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Fig. 17.2 Isoforms of the rat H3 receptor. The genomic organization of the receptor (top) shows four exons (boxes, E1-E4) and three introns (sizes given in parentheses). Sequences corresponding to translated TM regions are identified as roman numerals (I-VII). An alternatively spliced region (grey box) is depicted between the stop sequences. Six isoforms of the receptor (labelled on the left) have been shown to form as a result of alternative splicing.

fourth intron and alternative splicing of the third intron results in three additional isoforms. Preliminary data (Leurs et al. unpublished) indicate that these new proteins are not able to bind ligands. For the human H3-receptor, a similar complexity has been observed. Currently, at least nine different human H3 -receptor isoforms have been identified as a result of various alternative splicing events (Coge et al. 2001a; Wellendorf et al. 2000). Again, splicing of the first intron at the C-terminal end of TM2 occurs, resulting in an inframe deletion of 14 amino acids and a non-functional receptor. Splicing within the I3 region results in the generation of H3-receptor proteins with 30, 80, and 116 amino acid deletions within I3 or a 144 amino acid deletion within I3 and TM6 and TM7. Another splicing event results in the deletion of 119 amino acids within TM5 and I3, whereas splicing within TM4 results in a frameshift and the loss of TM4, TM5, and a part of I3. Finally, double splicing events create H3-receptor proteins with either the 80 or 144 amino acid deletion and a novel eight amino acid C-terminus. Currently, only binding data and functional data have been reported for the various 80 and the 144 amino acid deletion variants and the H3-receptor protein that is generated after the frame shift. Only the two 80 amino acid deletion variants act as functional receptor proteins, although some controversy exists regarding their signalling (Coge et al. 2001a; Wellendorf et al. 2000). As found for the rat H3a and H3b isoforms, one study reported that the 80 amino acid deletion variant signals more efficiently compared with the 445 amino acid receptor protein and the former also shows a higher affinity for H3 agonists in binding studies (Wellendorf et al. 2000).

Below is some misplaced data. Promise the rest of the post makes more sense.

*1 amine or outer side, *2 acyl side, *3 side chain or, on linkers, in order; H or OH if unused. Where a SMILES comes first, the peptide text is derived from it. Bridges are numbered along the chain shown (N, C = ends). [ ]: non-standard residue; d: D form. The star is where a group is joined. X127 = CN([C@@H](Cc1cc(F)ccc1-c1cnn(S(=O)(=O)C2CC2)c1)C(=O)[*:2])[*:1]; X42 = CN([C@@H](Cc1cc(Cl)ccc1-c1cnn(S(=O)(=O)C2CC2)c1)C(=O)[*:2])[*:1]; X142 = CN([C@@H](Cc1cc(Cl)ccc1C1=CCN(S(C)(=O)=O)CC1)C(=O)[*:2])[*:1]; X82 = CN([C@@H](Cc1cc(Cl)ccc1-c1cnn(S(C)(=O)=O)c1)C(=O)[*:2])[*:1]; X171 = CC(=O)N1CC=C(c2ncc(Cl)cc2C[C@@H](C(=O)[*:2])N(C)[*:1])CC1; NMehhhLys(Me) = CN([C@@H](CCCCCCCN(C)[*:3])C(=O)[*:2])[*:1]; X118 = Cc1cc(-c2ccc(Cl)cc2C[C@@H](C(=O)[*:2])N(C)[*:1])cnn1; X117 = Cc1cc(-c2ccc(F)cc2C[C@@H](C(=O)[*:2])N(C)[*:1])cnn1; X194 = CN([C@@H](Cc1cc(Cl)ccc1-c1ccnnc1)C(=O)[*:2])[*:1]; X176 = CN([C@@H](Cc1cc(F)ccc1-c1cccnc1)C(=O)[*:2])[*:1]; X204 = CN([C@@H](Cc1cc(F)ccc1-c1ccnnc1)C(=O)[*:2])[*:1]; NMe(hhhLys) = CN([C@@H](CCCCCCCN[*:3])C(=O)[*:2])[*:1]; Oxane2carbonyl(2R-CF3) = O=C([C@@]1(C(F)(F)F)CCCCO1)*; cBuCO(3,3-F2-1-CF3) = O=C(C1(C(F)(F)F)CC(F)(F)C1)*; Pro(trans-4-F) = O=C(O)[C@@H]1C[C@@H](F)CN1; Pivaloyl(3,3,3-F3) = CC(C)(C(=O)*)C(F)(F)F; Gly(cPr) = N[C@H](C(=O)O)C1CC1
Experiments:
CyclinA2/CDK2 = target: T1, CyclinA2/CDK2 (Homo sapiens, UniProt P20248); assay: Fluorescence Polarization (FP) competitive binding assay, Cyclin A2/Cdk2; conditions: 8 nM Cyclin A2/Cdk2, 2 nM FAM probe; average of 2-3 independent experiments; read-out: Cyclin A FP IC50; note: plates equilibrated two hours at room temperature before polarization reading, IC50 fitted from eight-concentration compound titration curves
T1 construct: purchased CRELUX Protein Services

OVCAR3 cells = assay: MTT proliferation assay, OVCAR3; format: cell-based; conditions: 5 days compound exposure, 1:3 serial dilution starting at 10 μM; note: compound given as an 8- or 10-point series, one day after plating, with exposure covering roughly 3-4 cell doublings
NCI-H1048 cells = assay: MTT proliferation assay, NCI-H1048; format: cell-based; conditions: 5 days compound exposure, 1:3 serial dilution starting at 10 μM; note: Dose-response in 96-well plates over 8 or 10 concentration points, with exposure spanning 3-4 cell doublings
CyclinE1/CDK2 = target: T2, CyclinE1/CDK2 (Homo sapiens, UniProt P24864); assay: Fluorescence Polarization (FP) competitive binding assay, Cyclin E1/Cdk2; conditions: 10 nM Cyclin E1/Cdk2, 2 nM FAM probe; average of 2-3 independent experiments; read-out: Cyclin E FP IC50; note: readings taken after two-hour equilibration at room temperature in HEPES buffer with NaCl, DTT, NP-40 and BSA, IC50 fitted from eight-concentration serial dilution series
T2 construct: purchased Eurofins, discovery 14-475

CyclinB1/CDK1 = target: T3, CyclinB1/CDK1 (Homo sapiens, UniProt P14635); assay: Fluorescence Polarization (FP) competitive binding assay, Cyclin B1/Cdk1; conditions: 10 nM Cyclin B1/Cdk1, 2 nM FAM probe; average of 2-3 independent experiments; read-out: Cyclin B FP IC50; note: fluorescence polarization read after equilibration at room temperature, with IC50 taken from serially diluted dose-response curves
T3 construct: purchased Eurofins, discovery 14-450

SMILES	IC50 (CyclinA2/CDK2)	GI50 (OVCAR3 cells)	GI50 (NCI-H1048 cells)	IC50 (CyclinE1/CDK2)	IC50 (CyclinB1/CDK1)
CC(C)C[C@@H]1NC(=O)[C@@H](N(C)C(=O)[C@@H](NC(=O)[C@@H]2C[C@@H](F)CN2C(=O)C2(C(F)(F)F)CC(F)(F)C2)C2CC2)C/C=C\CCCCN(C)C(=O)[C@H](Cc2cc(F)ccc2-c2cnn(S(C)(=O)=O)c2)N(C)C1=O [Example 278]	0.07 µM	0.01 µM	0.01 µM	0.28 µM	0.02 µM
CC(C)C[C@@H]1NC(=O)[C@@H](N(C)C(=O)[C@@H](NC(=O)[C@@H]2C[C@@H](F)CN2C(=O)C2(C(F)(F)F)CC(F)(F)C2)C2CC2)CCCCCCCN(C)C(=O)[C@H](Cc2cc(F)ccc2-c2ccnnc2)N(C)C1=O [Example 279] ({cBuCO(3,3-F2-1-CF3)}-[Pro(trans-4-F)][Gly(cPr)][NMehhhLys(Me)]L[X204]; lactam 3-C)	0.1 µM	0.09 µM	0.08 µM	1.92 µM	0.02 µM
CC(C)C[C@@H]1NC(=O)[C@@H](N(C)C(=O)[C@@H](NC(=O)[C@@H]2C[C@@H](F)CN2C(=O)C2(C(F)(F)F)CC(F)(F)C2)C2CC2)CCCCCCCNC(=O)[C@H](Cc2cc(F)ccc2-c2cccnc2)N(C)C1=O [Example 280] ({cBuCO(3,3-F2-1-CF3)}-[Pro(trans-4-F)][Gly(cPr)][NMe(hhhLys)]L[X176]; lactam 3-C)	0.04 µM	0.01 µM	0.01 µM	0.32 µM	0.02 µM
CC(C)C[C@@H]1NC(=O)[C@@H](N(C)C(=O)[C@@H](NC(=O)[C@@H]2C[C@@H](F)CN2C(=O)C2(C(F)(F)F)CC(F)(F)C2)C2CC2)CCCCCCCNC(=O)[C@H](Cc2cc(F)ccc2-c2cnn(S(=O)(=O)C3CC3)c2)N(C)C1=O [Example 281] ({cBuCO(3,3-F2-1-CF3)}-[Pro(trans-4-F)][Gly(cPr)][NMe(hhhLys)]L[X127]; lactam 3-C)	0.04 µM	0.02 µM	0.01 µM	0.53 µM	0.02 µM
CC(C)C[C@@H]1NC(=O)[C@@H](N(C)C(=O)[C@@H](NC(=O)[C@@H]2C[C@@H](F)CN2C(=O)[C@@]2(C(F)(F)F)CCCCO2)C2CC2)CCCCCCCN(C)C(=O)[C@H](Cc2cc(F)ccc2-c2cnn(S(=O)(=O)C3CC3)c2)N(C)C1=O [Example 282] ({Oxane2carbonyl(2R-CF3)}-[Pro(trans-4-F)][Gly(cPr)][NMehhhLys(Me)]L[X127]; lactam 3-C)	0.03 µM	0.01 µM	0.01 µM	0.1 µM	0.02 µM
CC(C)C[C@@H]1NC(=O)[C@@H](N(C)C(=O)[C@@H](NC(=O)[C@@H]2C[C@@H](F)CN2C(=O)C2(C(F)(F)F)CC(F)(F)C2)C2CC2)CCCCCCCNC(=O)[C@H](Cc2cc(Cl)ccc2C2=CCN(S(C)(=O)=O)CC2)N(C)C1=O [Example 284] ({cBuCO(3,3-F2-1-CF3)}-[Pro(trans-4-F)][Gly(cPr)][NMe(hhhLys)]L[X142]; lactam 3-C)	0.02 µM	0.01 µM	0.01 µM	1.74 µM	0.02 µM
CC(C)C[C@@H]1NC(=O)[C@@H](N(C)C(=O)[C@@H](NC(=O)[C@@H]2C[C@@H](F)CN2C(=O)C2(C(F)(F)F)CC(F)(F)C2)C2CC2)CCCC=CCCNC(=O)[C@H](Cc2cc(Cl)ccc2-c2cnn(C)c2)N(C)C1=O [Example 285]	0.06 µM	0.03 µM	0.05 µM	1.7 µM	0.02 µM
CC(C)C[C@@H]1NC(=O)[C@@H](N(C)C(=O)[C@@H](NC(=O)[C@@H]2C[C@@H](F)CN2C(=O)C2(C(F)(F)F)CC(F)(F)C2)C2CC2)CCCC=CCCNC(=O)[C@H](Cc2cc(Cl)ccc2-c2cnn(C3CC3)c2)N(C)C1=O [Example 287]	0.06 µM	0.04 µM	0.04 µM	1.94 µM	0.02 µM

Based on the amino acid alignment (Fig. 17.1) and an intial 3D homology model, a role for Asp114 has been suggested to be important in ligand binding to the H3 receptor (Ligneau et al. 2000). Very recently, mutagenesis of the H3 receptor has been used to explore agonist binding and receptor activation (Uveges et al. 2002). Mutation of Asp114 indeed abolishes radioligand binding and agonist action. Moreover, an alanine scan of TM5 has indicated that Glu206 plays a key role in the interaction of agonist with the H3 receptor (Uveges et al. 2002). With respect to antagonist binding to the receptor, Thr119 and Ala122 are essential (probably due to indirect interactions) (Ligneau et al. 2000), explaining the marked species differences for some H3 antagonists (e.g. thioperamide, ciproxyfan), but not for others (clobenpropit) (Ligneau et al. 2000).

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